Trump is also tied to that decision. In a 2018 taped conversation, Trump is heard demanding the ambassador’s removal. Time writes that Trump wanted Yovanovitch gone because she was viewed as disloyal to the president and an obstacle to the desired investigation of Biden and his son. A year later her ouster emerged as an issue in the impeachment hearings. Also heard on the tape was Lev Parnas, an associate of Rudy Guiliani, and Igor Fruman - both of whom were indicted by the Southern District of New York on charges including conspiracy to commit campaign finance fraud. Both have pleaded not guilty, according to Time. 

All of these events are detailed in this piece to show the dysfunctional polarity of views that has become the norm in US politics. We have written before on how this extreme polarization is killing America.

The real disaster is the fact that partisanship is preventing legislators from working together to solve important issues - like addressing the ways that climate change is set to wreck US coastal cities, or reforming mining legislation to make America less dependent on foreign suppliers of critical minerals. 

On the Republican side of climate change we have the Trump administration gutting the EPA, slashing government funding and tax credits for renewable energy, and revoking California’s right to set stricter vehicle emission standards than the federal government. The Democratic response is the ridiculously unworkable Green New Deal - a 14-page manifesto of climate change-related spending costing up to $1 trillion.

We’ve noticed the partisanship, the bickering, the impasses, the sheer hatred of the other side, is worse under Trump, who certainly fanned the flames of discord to get elected, and continues to blow on them, knowing that divide and conquer is his best path to re-election in 2020.

Things aren’t much better with the Democratic Party, though. When House Democrats endorsed the two articles of impeachment against Trump, Speaker Nancy Pelosi handed out pens. Yep, souvenir pens, emblazoned with Pelosi’s golden signature, literally on a silver platter. Mitch McConnell called it  “the House’s partisan process distilled into one last perfect visual. Not solemn or serious. A transparently political exercise from beginning to end.” He’s right. The Democrats were supposed to be the adult in the room. Instead they’re acting like a bunch of fifth graders at a school assembly.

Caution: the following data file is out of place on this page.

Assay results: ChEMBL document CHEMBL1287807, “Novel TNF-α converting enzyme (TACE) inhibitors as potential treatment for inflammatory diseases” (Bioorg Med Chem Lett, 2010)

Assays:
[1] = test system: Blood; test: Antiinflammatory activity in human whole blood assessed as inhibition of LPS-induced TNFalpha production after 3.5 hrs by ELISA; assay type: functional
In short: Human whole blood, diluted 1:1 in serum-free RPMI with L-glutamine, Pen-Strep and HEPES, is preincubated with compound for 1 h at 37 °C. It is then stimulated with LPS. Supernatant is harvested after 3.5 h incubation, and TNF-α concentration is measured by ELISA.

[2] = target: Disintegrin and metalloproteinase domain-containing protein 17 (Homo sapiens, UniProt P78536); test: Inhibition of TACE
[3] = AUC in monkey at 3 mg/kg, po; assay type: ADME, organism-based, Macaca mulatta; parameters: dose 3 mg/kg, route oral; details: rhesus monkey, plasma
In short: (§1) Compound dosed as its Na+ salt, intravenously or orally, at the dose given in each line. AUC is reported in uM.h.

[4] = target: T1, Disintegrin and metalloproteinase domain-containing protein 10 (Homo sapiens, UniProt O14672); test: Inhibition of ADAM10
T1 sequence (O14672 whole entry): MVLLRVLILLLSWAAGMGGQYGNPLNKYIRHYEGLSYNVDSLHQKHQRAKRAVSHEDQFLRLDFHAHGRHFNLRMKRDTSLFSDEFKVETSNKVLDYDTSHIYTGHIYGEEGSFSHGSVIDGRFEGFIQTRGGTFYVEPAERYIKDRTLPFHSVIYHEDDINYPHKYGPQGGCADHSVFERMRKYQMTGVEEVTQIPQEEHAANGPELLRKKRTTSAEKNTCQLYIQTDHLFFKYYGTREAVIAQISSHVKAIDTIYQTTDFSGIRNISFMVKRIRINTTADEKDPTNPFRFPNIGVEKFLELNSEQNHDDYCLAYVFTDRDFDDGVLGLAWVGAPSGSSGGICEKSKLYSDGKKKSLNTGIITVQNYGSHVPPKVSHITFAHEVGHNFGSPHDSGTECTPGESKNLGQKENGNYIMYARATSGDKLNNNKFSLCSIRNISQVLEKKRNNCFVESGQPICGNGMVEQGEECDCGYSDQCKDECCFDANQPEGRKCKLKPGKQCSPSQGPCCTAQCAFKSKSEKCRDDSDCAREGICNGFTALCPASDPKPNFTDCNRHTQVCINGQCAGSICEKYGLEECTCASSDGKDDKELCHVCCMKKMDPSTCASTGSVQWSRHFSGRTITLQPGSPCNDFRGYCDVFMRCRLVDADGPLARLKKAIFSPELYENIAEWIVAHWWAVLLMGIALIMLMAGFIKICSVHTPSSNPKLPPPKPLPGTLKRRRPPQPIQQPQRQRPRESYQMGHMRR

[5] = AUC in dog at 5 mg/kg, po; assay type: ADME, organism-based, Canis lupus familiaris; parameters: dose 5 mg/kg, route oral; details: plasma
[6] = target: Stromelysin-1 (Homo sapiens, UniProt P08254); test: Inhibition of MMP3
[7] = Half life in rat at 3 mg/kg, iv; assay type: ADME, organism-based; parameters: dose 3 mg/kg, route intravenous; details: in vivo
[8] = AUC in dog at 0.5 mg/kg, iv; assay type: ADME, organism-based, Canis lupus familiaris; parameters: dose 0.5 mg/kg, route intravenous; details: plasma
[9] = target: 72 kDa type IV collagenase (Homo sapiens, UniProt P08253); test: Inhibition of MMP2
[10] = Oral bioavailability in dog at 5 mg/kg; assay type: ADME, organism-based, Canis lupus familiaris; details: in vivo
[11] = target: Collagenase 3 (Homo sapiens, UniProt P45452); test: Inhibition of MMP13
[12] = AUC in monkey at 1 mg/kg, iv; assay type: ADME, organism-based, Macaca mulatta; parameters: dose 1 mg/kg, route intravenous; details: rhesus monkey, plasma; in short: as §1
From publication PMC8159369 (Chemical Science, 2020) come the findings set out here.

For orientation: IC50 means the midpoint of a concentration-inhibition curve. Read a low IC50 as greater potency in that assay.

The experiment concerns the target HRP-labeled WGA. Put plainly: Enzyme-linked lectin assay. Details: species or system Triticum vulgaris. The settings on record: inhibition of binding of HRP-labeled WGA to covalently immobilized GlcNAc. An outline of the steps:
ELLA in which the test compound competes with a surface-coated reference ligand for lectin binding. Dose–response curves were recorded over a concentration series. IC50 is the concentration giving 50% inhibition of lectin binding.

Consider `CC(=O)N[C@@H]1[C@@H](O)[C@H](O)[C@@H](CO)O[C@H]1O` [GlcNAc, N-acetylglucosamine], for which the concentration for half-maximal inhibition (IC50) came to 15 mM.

Non-partisan gold 

Amid the uncertainty over whether Trump will be impeached, the trial that is exposing the politicians for what they are - a bunch of liars and cheats who will say anything or do anything, including burying/ obstructing key evidence, to get re-elected - the trade war that still hasn’t been resolved, Trump’s foreign policy blunders like withdrawing some Syria, ordering the assassination of an Iranian general, Iran resuming its nuclear program, North Korea testing more ICBMs, you have gold, unsurprisingly, continuing to gain strength. 

When you think about it, gold is the one thing that isn’t partisan, in our extremely partisan world. You can trust gold.

Rich or poor, black or white, gay or straight, young and old, Democrat or Republican, it doesn’t matter to gold. People buy bullion because they trust it as something tangible, something of real value, that will continue to be there for them no matter how badly the assclowns running the circus called Washington are screwing things up.

Gold is affordable and accessible to the average citizen. Silver even more so, being that much cheaper and right now, undervalued compared to gold at about 86:1 (86 oz of silver buys 1 oz of gold) versus the historical average of 56:1. 

 

Richard (Rick) Mills